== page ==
Fish aggregating devices, or FADs, are used widely in developing countries to concentrate pelagic fish, making them easier to catch. Nearshore FADs anchored close to the coast allow access for rural communities, but despite their popularity among policy makers, there is a dearth of empirical analysis of their contributions to the supply of fish and to fisheries management. In this paper the authors demonstrate that nearshore FADs increased the supply of fish to four communities in Solomon Islands.
Periodically-harvested closures are commonly employed within co-management frameworks to help manage small-scale, multi-species fisheries in the Indo-Pacific. Despite their widespread use, the benefits of periodic harvesting strategies for multi-species fisheries have, to date, been largely untested. We examine catch and effort data from four periodically-harvested reef areas and 55 continuously-fished reefs in Solomon Islands.
An account is given of the use of salt evaporation ponds for fish (Mugil curema ) production in the Pacific coast of Costa Rica and future prospects are examined.
This study provides an overview of the aquaculture sector in Ghana. It assesses the actual and potential contribution of aquaculture to poverty reduction and food security, and identifies enabling conditions for and drivers of the development of Ghana’s aquaculture sector. The study uses data collected from a variety of primary and secondary sources, including key informant interviews with actors within the aquaculture sector and relevant secondary literature.
The role of the WorldFish Center is to research and disseminate appropriate aquaculture and fisheries technologies for sustainable agricultural intensification. To achieve these goals the WorldFish Center works in partnership with the government of Malawi. It leverages success by collaborating with both local and overseas academic research organizations, drawing funding from the global development community.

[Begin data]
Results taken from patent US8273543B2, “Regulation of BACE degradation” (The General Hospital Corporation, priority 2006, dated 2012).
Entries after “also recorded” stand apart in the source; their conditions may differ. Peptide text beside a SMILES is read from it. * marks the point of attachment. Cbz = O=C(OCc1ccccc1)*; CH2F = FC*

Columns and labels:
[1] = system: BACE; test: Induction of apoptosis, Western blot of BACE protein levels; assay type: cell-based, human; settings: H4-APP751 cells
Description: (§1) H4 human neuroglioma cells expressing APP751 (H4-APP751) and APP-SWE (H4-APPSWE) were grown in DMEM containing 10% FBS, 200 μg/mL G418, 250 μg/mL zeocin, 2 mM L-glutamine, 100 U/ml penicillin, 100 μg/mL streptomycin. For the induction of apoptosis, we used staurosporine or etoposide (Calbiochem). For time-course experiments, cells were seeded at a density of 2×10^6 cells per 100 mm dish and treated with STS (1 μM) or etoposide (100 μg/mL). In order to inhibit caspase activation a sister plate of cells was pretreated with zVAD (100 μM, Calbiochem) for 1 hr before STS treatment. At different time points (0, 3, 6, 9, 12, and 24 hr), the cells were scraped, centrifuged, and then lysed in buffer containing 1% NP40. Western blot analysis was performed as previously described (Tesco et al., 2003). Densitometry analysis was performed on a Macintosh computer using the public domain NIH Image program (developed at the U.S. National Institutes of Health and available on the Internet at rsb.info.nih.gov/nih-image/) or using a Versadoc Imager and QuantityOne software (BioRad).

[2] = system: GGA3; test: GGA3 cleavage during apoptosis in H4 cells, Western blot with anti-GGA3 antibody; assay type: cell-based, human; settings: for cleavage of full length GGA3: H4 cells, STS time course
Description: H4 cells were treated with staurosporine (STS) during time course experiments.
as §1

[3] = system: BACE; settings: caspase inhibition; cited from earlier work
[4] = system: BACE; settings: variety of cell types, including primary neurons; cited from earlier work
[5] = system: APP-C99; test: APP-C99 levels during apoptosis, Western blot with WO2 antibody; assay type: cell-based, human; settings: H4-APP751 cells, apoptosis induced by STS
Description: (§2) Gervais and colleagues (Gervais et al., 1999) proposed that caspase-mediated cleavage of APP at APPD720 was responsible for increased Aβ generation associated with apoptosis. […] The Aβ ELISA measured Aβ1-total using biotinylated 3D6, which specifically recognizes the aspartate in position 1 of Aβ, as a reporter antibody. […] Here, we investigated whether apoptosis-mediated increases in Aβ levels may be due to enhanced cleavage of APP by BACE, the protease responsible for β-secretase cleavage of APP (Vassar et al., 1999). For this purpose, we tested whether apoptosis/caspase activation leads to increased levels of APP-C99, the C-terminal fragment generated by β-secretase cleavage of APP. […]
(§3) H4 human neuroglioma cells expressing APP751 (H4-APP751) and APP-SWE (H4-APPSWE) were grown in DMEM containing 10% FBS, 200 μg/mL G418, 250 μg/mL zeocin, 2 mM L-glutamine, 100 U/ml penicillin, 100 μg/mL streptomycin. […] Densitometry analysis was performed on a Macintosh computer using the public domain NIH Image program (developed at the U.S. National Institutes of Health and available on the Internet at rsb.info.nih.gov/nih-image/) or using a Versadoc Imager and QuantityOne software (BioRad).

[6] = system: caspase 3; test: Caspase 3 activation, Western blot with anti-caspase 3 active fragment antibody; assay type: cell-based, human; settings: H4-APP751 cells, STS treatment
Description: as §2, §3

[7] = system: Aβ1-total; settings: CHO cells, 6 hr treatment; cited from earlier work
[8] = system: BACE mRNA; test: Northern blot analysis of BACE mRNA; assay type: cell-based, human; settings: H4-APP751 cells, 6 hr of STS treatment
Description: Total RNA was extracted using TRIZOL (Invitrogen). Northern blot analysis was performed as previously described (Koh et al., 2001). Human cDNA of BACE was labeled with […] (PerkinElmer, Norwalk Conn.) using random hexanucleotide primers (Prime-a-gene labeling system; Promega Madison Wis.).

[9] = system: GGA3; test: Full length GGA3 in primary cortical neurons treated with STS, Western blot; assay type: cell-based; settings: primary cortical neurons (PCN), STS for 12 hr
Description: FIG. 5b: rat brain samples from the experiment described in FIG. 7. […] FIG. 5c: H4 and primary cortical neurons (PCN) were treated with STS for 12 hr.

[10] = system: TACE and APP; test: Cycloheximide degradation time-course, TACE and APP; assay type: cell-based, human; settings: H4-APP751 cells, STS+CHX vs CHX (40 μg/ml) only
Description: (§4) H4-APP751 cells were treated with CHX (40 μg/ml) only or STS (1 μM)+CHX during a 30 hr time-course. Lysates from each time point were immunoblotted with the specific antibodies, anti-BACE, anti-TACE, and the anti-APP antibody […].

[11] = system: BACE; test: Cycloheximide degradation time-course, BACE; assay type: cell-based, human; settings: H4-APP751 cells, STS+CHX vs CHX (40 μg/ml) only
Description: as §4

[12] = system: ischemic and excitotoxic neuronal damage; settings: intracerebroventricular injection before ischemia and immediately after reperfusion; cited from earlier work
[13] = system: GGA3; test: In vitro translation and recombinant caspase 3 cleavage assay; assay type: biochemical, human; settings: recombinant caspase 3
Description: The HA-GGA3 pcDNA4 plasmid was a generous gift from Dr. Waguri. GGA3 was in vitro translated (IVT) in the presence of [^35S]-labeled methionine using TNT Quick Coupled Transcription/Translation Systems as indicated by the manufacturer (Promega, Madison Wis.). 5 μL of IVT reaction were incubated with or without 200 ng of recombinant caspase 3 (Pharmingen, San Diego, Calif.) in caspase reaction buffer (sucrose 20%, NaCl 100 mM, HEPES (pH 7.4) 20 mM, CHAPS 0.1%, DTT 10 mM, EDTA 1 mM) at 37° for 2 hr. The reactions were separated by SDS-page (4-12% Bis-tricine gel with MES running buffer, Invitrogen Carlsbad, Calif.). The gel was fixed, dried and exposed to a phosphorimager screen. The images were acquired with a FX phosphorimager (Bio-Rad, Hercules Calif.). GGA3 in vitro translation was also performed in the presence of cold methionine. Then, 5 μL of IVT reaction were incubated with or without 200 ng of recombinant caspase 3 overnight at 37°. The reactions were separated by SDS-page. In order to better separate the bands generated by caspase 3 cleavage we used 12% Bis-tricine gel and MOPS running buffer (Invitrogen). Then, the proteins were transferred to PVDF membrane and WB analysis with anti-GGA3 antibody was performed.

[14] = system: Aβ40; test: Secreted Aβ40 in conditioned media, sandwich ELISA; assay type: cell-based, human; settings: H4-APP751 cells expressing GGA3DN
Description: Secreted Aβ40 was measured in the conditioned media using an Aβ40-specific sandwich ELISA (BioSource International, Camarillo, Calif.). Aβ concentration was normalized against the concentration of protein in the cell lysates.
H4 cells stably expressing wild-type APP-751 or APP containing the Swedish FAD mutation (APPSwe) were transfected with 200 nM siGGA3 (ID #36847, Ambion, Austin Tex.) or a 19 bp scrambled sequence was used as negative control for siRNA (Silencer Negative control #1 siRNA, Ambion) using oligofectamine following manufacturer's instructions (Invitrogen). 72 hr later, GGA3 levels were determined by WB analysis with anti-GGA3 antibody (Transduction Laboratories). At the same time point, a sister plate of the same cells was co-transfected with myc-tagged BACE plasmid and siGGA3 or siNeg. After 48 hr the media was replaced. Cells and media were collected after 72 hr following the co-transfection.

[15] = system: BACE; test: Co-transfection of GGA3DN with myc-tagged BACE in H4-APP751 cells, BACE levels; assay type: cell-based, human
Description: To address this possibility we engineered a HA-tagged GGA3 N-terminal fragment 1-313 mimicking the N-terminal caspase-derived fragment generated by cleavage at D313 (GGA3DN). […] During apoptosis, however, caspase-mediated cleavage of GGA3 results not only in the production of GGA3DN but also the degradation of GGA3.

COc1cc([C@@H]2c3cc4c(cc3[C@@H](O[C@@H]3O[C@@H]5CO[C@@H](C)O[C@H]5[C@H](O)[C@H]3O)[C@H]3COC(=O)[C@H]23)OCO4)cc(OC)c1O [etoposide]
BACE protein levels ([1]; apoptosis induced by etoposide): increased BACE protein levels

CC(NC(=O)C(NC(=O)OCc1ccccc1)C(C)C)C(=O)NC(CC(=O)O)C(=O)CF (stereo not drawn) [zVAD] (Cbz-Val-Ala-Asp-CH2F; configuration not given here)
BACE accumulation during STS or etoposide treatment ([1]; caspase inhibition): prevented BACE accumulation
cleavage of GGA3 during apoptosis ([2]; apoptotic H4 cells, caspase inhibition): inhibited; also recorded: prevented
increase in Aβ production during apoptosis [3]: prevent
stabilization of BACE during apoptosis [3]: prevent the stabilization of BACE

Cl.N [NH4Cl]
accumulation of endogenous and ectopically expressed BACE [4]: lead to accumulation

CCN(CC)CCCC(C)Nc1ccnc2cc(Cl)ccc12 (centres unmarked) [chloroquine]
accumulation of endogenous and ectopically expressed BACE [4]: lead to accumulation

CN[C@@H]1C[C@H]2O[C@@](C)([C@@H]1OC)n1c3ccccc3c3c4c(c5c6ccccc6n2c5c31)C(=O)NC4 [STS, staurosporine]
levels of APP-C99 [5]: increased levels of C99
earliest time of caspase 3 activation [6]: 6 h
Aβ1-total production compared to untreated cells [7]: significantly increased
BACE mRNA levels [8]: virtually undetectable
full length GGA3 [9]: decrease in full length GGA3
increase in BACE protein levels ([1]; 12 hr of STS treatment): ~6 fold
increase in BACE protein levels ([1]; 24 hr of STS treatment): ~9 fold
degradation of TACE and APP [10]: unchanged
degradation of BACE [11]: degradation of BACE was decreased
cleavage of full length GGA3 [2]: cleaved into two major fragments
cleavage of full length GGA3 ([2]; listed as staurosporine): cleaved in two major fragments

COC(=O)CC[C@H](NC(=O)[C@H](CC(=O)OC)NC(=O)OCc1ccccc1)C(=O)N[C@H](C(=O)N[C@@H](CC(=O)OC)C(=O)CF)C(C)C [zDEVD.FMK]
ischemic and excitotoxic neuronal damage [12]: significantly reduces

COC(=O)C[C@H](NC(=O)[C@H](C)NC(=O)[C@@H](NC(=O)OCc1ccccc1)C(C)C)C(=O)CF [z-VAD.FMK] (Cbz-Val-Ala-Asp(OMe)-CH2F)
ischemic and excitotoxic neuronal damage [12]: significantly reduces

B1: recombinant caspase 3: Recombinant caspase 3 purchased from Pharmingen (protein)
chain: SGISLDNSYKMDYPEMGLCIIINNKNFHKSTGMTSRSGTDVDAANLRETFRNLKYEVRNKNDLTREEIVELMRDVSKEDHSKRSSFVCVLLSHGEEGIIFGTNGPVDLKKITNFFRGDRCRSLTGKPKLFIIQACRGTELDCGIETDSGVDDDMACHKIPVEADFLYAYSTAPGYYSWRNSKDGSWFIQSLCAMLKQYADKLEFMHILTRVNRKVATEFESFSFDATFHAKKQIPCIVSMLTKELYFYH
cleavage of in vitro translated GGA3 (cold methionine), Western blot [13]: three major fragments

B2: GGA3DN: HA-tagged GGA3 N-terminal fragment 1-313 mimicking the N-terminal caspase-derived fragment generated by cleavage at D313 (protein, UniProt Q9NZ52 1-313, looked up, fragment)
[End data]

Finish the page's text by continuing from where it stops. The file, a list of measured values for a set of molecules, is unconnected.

The findings are presented of a search conducted on traditional fishing gear design and construction using the ASFA database (1971-90) and the ICLARM Library and professional staff collections.
This chapter discusses the collection of data on small-scale fisheries in developing countries, the limitations of national data systems and progress in synthesizing collected data.
This paper describes fishing activities of households in four communities located in a floodplain lake system of the lower Amazon river. An average of 42 households were interviewed about their fishing activity on a monthly basis. The fishery is a typical multi-gear, multi-specific artisanal fishery. Approximately ten types of fishing gear are utilized, of which the three main types of gillnets account for 51% of the total catch. The catch per trip averaged 15 kg, for an annual total of 2,295 kg per household.
A description of the small-scale fisheries of the coastal pelagic and demersal resources off Kribi, Cameroon, is presented. The major fishing grounds are within the estuarine zone, an area of high productivity. Catch estimates of 19.5 t year super(-1) and 6.5 t year super(-1) were obtained for the pelagic motorized and nonmotorized canoes, respectively, while estimates of 11 t year super(-1) were obtained for the demersal motorized canoes. The social benefits from these fisheries are also discussed.
In the last twenty years, policy prescriptions for addressing the global crisis in fisheries have centred on strengthening fisheries governance through clarifying exclusive individual or community rights of access to fishery resources. With a focus on small-scale developing country fisheries in particular, we argue that basing the case for fishery governance reform on assumed economic incentives for resource stewardship is insufficient when there are other sources of insecurity in people's lives that are unrelated to the state of fishery resources.